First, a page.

Stony Brook Medicine Offers Free Conference for Patients and Families on Inflammatory Bowel Disease
Event features physicians and researchers from Stony Brook Digestive Disorders Institute
STONY BROOK, N.Y., April 24, 2012 – Stony Brook Medicine is teaming with the Long Island chapter of the Crohn’s and Colitis Foundation of America to provide patients and families with the latest information about Inflammatory Bowel Disease (IBD).
The two organizations are co-sponsoring “Living with Inflammatory Bowel Disease (IBD): What You Need to Know,” on Saturday, April 28, from 8:30 a.m. to noon at the Charles B. Wang Center on the Stony Brook University campus. The event is free and open to the public. Registration is required.
Led by conference co-directors Ramona Rajapakse, MD, and Robert Richards, MD, physicians and researchers from Stony Brook Digestive Disorders Institute will address a variety of topics, including:
The event will conclude with a question-and-answer period with a panel of subject matter experts from 11 am to noon.
“Whether you think you might have IBD, are newly diagnosed or have been living with IBD for years, this conference is designed to provide the answers and support patients and families needs,” said Dr. Rajapakse. “It is also a chance to connect with other people who have similar concerns and learn about resources available to help you cope. It promises to be a day that is educational, enlightening and fun.”
Crohn’s disease and Ulcerative colitis (UC) are inflammatory diseases of the bowel, broadly categorized as inflammatory bowel disease, or IBD. As many as seven out of 100,000 people in the U.S. develop Crohn’s disease, and 10-15 people out of 100,000 develop UC.
IBD can present with a variety of symptoms, depending on whether it is Crohn’s disease or UC, and depending on the area of bowel that is affected. Some common symptoms include abdominal pain, diarrhea, rectal bleeding, loss of appetite, weight loss, fevers and anemia. UC and Crohn’s disease can also present with extraintestinal manifestations such as joint pains, skin rashes, eye problems, liver problems and anemia.
The exact causes of IBD are unknown. However, according to Ellen Li, MD, who is a leading researcher into the causes and treatment of IBD, “Over the past several years, significant strides have been made in understanding genetic associations, as well as the immunological cascades involved in the response of the gastrointestinal tract to environmental triggers. It is currently believed that IBD is caused by an abnormal immune response of the GI tract to an environmental trigger (possibly bacteria in the gut) in a genetically predisposed individual.”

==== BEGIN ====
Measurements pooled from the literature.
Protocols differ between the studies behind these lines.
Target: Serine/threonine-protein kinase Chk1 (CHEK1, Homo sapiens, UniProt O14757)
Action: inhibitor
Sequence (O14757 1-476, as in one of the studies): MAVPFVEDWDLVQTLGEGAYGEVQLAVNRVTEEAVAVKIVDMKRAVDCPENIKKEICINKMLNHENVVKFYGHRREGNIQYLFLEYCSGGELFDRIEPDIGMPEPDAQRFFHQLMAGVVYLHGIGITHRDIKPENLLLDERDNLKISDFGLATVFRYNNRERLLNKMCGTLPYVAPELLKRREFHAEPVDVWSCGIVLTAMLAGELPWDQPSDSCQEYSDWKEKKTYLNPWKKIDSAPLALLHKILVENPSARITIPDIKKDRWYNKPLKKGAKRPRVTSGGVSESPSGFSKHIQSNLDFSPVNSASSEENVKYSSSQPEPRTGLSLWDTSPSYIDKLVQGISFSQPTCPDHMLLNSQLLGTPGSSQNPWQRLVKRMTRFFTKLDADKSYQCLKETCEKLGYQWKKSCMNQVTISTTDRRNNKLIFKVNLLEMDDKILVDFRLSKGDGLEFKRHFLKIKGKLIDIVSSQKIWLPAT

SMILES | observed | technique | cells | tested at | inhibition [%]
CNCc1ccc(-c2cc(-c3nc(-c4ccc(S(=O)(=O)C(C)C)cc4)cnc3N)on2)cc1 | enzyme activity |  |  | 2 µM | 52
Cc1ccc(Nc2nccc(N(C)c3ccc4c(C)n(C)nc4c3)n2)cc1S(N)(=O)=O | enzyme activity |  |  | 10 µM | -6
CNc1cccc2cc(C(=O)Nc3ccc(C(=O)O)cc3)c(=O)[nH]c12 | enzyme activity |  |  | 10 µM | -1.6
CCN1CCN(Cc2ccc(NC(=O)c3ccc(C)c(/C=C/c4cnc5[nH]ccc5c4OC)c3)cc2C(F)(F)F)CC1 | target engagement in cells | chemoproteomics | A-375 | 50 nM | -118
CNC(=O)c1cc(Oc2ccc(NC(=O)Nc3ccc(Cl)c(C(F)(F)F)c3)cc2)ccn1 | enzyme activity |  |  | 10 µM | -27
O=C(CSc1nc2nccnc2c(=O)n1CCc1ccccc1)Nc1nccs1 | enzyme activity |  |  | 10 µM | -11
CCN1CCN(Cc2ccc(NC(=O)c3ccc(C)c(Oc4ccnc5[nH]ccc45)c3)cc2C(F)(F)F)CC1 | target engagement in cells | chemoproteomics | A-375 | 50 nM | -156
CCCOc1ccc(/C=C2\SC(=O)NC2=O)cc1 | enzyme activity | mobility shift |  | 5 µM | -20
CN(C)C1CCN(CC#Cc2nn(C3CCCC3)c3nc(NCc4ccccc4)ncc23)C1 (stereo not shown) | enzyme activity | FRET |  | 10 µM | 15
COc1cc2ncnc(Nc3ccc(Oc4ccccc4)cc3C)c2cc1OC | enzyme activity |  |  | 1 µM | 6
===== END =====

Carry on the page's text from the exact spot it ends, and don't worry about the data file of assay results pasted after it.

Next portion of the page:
In addition, said Dr. Richards, “There is no single test that can diagnose IBD. Making an accurate diagnosis is crucial so that a person can receive the most effective treatments. Gastroenterologists at Stony Brook Digestive Disorders Institute have extensive experience in both diagnosing Crohn’s and UC, as well as in choosing the right medication for the disease pattern and monitoring the medication and side effects.” There is no cure for IBD as yet, but with good medical therapy, remission can be maintained for many years.
About Stony Brook Digestive Disorders Institute:
Stony Brook Digestive Disorders Institute, part of Long Island’s premier academic medical center, provides an expert team of board-certified gastroenterologists and hepatologists who perform both routine and advanced diagnostic tests and procedures using the latest technology and state-of-the-art techniques. More than 13,000 endoscopic procedures are performed annually. The Institute comprises three specialized centers: Interventional Endoscopy Center, Gastrointestinal Motility Center and Gastrointestinal Women’s Center. It has been designated as a “Recognized Endoscopy Unit” by the American Society for Gastrointestinal Endoscopy (ASGE). For more information, visit digestive.stonybrookmedicine.edu.
About The Crohn’s and Colitis Foundation of America:
The Crohn’s and Colitis Foundation of America is a non-profit, volunteer-driven organization dedicated to finding the cure for Crohn’s disease and ulcerative colitis. It was founded in 1967 by Irwin M. and Suzanne Rosenthal, William D. and Shelby Modell, and Henry D. Janowitz, MD. Four decades ago, the Crohn’s & Colitis Foundation created the field of Crohn’s disease and ulcerative colitis research. Today, the Foundation funds cutting-edge studies at major medical institutions, nurtures investigators at the early stages of their careers, and finances underdeveloped areas of research. Educational workshops and symposia, together with our scientific journal, Inflammatory Bowel Diseases, enable medical professionals to keep pace with this rapidly growing field. For more information, visit www.ccfa.org.